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OHP-073 Survey of Interface Management Measures Regarding Medicines
  1. S Vogler1,
  2. N Zimmermann1,
  3. C Habl1,
  4. C Leopold1,
  5. E Dolinar2
  1. 1Gesundheit Österreich GmbH/Austrian Health Institute, Health Economics, Vienna, Austria
  2. 2Retired, Chief Hospital Pharmacist, Vienna, Austria


Background The need to improve medicines management at the interface of hospital and primary care is generally acknowledged. But knowledge of good practise on how to bridge that gap is scant.

Purpose To learn about existing policies, mechanisms and measures of cooperation between the hospital and primary sector (hereafter called interface management).

Materials and Methods A survey was performed with the PHIS (Pharmaceutical Pricing and Reimbursement Information) network comprising competent authorities for pharmaceutical pricing and reimbursement as well as hospital pharmacists from 27 countries (25 EU Member States, Norway and Turkey). PHIS network members were asked to inform in writing, preferably by drafting a report according to a predefined template, of medicines management in the in-patient sector and interface management measures in their country. We reviewed 19 published PHIS Hospital Pharma reports, two draught reports and information provided by six further countries (data as of 2009/2010). During a network meeting in February 2012, network members from eleven countries provided updated information on interface management measures in their country on a poster.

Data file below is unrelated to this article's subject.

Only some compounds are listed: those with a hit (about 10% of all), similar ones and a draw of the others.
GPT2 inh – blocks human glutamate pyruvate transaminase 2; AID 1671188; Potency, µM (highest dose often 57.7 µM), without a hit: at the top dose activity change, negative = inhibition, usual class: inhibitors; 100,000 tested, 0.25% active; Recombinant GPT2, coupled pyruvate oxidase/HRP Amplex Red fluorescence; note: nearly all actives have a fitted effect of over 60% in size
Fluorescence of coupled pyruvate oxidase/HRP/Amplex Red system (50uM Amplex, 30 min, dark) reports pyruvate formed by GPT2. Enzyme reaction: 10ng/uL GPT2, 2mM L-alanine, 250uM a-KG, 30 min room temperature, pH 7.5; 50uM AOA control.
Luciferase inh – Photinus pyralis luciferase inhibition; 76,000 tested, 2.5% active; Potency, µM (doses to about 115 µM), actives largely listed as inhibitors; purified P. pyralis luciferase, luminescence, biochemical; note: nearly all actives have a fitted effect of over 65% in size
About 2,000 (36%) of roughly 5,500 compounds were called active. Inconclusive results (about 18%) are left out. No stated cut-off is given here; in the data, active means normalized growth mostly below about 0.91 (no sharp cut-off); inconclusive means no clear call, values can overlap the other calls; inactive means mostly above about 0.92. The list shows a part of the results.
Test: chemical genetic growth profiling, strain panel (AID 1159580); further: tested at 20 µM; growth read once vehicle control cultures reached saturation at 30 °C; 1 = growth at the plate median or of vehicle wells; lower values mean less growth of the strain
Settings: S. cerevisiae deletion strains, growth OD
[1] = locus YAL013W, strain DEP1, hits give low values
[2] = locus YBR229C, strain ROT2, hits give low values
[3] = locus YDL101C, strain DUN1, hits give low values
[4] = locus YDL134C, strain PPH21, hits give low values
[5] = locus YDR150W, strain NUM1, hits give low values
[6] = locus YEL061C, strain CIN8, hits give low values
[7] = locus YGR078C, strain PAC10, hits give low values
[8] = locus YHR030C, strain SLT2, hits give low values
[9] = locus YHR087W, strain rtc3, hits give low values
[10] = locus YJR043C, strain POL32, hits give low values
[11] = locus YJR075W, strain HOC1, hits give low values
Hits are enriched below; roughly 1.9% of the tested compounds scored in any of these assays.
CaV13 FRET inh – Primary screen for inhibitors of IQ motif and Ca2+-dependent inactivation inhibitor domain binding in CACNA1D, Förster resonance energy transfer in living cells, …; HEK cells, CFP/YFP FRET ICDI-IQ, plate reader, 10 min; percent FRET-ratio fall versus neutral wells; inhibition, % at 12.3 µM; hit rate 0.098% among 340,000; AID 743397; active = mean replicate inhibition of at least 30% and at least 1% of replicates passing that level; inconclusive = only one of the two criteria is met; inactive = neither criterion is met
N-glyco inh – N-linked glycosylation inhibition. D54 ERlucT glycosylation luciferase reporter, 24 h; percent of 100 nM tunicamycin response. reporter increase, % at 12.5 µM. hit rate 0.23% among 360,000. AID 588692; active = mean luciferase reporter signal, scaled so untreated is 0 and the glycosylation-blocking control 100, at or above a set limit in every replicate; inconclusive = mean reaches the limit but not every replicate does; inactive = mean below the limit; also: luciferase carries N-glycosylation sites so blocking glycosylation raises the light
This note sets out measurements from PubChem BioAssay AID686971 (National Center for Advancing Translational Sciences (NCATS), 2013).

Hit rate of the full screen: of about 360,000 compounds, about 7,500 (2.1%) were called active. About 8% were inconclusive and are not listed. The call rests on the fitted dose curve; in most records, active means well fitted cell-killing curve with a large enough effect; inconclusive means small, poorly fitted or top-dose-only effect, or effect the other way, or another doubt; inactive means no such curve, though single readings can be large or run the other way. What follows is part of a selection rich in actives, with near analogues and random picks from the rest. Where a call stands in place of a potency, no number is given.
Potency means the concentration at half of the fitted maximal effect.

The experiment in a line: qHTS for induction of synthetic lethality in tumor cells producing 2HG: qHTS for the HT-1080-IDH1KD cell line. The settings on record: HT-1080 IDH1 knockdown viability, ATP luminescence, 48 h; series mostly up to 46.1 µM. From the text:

Results Only 17 countries reported interface management initiatives. Measures included joint reimbursement lists, hospital drug formularies being coordinated with the list of recommendations for medicines in the primary care, joint development of recommendations/guidelines; joint Drugs and Therapeutics Committees (DTC) and hospital DTCs with a representative from the social health insurance; (obligatory) transfer of information on pharmacotherapy between the sectors, including IT solutions; patient education and counselling; special funding schemes, financial incentives for cooperation projects; pharmacy liaison services, hospital discharge programmes and medicines reconciliation.

Conclusions As in most cases the implementation of the reported measures would require a change in the organisation and funding of the pharmaceutical system, it cannot be done by the hospital pharmacists alone. Improved dialogue between the sectors is urgently needed.

No conflict of interest.

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